I have a huge bug bear when it comes to TEFL teaching, and that’s how much native speaking teachers are valued over bilingual ones. Most language academies and private schools will hire a native speaker over someone who has learned English as a second language. But more often than not, it’s not the fault of the institution. Students, and parents of students, are much more likely to choose a place that boasts native speakers on the payroll. The often mistaken belief that natives are better than bilingual speakers makes it very difficult for these highly qualified teachers to get jobs, which is quite depressing really..
So what are the common problems with us so called ‘natives’? Here’s my quick list!
Some people come into teaching English because it’s what they really want to do. But a lot of others have a myriad of different reasons for moving abroad and teaching. Here’s a few.
- They fell in love and moved abroad with their partner, I see a lot of these!
- It’s a gap year job, just to make a quick buck.
- It was a gap year, but turned into moving from country to country, nomad style.
- Bored of their jobs at home, so come to another country to start over.
All of these motivations are great ones! But often indicate a complete lack of training and awareness of what teaching a language really is. As it’s usually one of the only jobs they can get, depending on the country and how much of the local language they speak, they fall into the mistaken belief that it’s a piece of cake!
Our Own Language Education
Is usually not good enough. The education that we are given at school, especially when it comes to grammatical knowledge, is nowhere near good enough to then go and teach it. In fact, the quality of the teaching that we experienced at school means that we don’t understand how our own language works. Asking a native what the present perfect progressive is, will often be met by blank expressions.
Bilingual teachers have a huge advantage because of this. They know what it’s like to be an English student, they have struggled through grammar classes and drilled down into the tough vocabulary that even we are unsure about. So in terms of explanations and helping other learners, they have a lot of fantastically relevant experience.
Conversation Class Pitfalls
A lot of newbie native teachers like conversation based classes, because they require less grammar explanation and there aren’t any exercises, etc. However, a conversation class can bring its own perils. Usually, bilingual teachers are more aware of these.
- However unconsciously, a teacher might be tempted to keep bringing the conversation back to something that they are familiar with, or like talking about. I once knew a teacher that used to favour engineering topics, because that’s what he studied.
Putting themselves into the conversation too much robs the students of their opportunity to talk. It might also bore students to constantly talk about the same topics all the time.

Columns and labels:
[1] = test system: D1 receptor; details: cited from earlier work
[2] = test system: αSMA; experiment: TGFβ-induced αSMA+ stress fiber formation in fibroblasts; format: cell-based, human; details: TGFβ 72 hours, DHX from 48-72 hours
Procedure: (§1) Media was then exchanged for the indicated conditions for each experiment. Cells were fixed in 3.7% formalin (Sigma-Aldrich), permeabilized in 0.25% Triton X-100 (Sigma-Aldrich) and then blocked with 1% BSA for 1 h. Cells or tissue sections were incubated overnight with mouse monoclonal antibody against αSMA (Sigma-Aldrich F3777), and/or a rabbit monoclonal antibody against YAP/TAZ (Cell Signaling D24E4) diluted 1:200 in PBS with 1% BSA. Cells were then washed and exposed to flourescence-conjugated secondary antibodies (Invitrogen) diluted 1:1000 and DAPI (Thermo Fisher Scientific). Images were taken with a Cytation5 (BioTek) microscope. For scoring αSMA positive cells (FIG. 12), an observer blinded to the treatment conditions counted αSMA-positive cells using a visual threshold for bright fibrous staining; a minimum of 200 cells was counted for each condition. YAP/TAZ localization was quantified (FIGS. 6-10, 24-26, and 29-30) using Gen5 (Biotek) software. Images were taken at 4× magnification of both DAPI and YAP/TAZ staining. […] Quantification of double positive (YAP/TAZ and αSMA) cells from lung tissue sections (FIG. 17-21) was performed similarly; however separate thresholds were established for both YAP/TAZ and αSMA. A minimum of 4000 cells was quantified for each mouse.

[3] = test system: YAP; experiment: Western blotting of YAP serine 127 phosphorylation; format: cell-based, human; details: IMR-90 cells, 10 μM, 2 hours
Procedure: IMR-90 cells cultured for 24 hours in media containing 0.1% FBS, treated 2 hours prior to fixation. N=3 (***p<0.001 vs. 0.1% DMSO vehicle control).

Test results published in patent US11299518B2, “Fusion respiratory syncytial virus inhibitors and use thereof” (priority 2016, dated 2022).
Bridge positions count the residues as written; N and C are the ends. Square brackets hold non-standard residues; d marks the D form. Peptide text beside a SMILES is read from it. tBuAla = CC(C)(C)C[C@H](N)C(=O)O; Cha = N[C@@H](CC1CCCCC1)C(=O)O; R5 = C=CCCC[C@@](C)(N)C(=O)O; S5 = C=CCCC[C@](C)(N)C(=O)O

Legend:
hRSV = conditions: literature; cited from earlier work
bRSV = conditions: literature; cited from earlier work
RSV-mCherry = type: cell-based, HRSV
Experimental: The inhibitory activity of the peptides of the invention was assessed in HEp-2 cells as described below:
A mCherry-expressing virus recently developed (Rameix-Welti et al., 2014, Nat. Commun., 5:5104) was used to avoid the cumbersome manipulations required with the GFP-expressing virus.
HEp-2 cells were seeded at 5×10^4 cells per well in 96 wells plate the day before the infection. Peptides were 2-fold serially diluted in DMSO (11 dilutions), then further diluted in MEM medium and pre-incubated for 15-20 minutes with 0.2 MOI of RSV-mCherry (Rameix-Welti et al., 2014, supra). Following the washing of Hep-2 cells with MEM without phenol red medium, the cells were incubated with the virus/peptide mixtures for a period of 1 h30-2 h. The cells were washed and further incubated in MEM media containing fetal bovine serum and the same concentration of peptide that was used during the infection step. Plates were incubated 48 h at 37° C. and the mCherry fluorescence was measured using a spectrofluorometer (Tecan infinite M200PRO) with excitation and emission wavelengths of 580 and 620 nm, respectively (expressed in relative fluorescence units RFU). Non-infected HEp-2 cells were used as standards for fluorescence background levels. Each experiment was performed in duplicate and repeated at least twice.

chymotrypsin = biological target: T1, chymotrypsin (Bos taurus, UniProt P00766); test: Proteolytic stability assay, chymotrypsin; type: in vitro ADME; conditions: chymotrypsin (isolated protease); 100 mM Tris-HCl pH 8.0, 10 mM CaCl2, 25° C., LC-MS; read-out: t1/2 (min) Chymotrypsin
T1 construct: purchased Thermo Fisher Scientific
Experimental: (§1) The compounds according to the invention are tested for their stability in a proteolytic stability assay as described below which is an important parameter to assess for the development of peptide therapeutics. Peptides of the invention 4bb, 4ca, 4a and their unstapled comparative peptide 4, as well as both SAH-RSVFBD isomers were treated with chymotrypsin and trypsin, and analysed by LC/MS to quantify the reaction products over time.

- Talking about inappropriate topics is super common. Whether that particular subject is sensitive only in that area, or the world over, sometimes teachers might be a little blind to upsetting students with controversial topics.
My rule is this: Never talk about religion, politics, or sex!
Range Of Vocabulary
Having probably gone through exams and level tests and vocabulary cramming sessions themselves, a bilingual teacher might be better able to tailor their vocabulary and grade their language to the specific level they a©©re teaching. Whereas this takes a lot of practice for a native speaker. We find it more difficult to recognise language that students might have problems with, and subsequently end up confusing them unnecessarily.
Any thoughts about native or bilingual teachers? Let me know in the comments below!
© Image Scott Thornbury – An A-Z of EFL
3 thoughts on “Native TEFL Teachers – Here’s The Problem”
Reblogged this on So, You Think You Can Teach ESL?.
LikeLiked by 1 person
I’m a native speaker who volunteers as an ESL instructor, and I’ve heard of institutions abroad favoring native speakers because of their accent. I think students worry too much about accent, and at the expense of more important topics like like preposition use, contractions and idioms, but there you go.
I see pros and cons to non-native speakers as instructors, especially ones who share their L1 with their students. One big pro is being able to explain concepts in a way those students will get, as they have the insight into the student language and struggles that can give them an effective approach. The con is the temptation to use L1 with students rather than challenging them by forcing conversation in English. Although my L1 is English, I am bilingual, and I’ve fallen into this trap with students who speak my L2.
Interesting perspective, thank you! It’s such a shame when I see bilingual teachers not being given a fair chance when it comes to hiring teachers. Either because students demand it or because the institutions themselves have the wrong idea! Thanks for your comment 🙂
LikeLiked by 1 person